business by no other means. Torture wouldn't
exist in our countries if it weren't effective;
formal democracy would continue if it could be
guaranteed not to get out of the hands that hold
power. In difficult times democracy becomes a
crime against national security--that is, against
the security of internal privilege and foreign
investment.... The whole society is militarized,
the state of exception is made permanent, and the
repressive apparatus is endowed with hegemony by
the turn of a screw in the centers of the
imperial system.
- Eduardo Galeano, Open Veins of Latin
America--Five Centuries of the Pillage of a
Continent

Being in La Realidad has set me thinking about
reality in the United States, and what the year
ahead has in store for those of us living there
and resisting from the inside of the greatest
threat to peace the world has ever known. The
upcoming year in my country looks grim, and this
journey to another culture helps me see my own
more clearly. This is one reason why people go to
Chiapas - for all the jokes about "zapatourism,"
visiting the autonomous communities is invaluable
to my own sustainability. The Zapatistas have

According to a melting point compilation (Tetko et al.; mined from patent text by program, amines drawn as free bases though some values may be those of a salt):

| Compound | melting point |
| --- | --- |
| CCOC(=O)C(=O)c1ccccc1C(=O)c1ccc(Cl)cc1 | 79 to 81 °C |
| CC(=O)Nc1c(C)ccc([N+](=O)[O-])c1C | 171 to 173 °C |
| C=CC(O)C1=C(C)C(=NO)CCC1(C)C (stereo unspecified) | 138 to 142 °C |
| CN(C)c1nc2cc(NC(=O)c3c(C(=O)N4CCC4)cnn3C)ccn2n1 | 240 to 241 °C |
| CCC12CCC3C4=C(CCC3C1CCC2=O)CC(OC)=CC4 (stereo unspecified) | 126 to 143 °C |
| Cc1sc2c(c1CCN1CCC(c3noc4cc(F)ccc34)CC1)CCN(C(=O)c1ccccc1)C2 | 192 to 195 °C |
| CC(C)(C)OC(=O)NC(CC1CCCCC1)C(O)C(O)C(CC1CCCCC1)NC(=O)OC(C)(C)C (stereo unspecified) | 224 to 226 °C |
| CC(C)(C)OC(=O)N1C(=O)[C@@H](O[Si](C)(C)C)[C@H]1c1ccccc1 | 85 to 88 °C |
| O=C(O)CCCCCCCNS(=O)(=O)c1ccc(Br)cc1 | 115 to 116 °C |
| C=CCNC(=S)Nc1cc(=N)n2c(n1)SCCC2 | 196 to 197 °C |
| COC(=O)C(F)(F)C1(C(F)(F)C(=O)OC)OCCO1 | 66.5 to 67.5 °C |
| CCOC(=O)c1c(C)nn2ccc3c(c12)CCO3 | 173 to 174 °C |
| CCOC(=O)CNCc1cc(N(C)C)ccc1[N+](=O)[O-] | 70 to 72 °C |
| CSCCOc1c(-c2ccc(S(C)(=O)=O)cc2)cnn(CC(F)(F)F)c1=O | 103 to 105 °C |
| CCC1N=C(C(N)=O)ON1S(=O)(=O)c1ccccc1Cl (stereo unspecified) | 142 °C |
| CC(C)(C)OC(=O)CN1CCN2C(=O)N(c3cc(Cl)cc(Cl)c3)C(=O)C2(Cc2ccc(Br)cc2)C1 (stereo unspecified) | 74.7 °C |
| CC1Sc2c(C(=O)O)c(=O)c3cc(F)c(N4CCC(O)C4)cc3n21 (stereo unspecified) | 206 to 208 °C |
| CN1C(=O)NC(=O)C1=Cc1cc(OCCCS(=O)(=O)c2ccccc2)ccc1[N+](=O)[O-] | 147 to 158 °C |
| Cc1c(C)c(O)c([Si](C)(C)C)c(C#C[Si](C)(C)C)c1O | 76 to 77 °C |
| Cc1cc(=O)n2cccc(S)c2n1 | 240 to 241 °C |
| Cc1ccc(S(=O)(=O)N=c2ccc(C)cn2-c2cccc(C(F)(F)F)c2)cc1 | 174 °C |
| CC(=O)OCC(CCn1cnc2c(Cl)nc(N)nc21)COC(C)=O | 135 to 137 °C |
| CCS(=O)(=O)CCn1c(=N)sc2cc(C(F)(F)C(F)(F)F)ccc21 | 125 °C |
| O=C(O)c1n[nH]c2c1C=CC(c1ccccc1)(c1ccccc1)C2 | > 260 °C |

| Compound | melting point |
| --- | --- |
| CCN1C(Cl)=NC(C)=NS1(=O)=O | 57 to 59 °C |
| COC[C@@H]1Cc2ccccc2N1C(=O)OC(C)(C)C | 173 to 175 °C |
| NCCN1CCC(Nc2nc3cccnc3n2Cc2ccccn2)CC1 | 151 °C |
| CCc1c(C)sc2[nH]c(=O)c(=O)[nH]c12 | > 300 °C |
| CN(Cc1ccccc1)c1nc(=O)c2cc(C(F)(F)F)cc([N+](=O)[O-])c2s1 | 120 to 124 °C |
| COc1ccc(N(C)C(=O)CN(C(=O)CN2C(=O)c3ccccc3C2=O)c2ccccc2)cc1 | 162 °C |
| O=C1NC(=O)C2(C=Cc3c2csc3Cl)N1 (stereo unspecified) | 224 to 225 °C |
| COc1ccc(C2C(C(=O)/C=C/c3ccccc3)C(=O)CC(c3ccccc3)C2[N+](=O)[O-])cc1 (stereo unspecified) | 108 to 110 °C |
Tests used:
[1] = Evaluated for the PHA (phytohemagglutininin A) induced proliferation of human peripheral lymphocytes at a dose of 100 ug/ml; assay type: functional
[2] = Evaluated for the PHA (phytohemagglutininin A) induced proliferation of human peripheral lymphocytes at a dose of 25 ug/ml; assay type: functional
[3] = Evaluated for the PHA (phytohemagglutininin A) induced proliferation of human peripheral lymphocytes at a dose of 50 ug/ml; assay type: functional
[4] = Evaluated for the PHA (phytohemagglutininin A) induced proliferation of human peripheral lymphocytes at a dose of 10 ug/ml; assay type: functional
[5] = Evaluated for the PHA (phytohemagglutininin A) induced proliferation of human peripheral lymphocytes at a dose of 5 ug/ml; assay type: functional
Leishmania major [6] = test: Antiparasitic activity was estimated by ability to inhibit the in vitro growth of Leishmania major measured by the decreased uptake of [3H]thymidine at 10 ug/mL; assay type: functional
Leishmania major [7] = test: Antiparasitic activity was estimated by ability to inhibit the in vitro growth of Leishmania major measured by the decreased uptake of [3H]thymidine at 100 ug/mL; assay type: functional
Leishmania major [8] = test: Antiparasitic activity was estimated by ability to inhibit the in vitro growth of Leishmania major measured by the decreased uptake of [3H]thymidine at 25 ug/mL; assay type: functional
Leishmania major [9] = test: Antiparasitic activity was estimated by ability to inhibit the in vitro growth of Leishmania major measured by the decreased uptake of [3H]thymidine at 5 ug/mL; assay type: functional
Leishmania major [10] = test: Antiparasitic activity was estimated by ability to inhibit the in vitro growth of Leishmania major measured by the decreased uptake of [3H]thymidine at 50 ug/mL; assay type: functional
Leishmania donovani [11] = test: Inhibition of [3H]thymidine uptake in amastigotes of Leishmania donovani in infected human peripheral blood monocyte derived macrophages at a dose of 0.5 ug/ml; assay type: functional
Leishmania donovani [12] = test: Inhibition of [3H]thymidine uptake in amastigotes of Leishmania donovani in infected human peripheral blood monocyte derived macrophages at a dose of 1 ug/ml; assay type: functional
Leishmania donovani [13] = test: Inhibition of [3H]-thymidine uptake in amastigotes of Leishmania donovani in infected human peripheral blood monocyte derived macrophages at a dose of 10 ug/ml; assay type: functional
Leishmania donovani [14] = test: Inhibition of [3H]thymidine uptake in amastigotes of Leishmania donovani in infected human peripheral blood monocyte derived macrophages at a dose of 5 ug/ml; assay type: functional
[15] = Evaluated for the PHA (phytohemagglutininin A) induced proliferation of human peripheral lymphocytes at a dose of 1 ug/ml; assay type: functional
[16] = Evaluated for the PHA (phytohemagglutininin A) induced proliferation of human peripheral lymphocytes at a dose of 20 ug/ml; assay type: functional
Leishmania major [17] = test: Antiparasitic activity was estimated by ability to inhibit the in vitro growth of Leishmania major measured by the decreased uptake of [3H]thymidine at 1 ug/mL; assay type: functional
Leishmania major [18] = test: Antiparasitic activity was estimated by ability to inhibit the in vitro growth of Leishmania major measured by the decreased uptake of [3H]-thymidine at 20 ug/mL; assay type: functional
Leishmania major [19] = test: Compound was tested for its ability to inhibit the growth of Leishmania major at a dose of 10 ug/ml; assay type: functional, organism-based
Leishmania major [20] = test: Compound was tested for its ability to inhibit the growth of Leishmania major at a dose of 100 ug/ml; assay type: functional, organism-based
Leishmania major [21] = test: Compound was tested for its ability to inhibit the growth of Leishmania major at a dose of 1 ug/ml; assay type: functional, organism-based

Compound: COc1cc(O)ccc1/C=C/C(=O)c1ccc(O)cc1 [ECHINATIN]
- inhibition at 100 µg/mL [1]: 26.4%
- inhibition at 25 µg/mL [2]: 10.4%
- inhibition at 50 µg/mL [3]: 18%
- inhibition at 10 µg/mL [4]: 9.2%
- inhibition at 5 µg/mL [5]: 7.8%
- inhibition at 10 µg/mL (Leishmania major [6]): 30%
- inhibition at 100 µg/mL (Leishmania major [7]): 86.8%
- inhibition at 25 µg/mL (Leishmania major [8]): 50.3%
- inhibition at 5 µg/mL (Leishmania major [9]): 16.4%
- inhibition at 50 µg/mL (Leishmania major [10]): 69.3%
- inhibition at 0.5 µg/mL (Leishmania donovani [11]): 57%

opened a space from which we can see our own
realities more clearly, a space which gives
energy and inspiration, a space in which to learn
and reflect. In the US, 2004 begins under many
dark shadows - the early launch of George W.
Bush's reelection campaign with the capture of
Saddam Hussein, the White House announcing even
further cuts to social spending, and the
incredible repression of dissent as seen in Miami
during the recent protests against the Free Trade
Area of the Americas - repression which was
applauded by the mayor, who proudly called it
"the model for Homeland Security," repression
which has been carefully analyzed by police
forces around the country for its brutal
efficiency and its total disregard for
constitutional law - using tactics that will
never hold up in court, but which completely
suppress nearly all forms of dissent.

And most ominously, as the Zapatistas are
developing new forms of government with the
Juntas de Buen Gobierno, the US military is also
making noises about restructuring government
systems. Retired General Tommy Franks, who headed
up the most recent Iraq invasion, spoke candidly
about that which has long been whispered in the
corridors of power: that in the event of a mass
casualty terrorist attack, "... the Western
world, the free world, loses what it cherishes
most, and that is freedom and liberty we've seen
for a couple of hundred years in this grand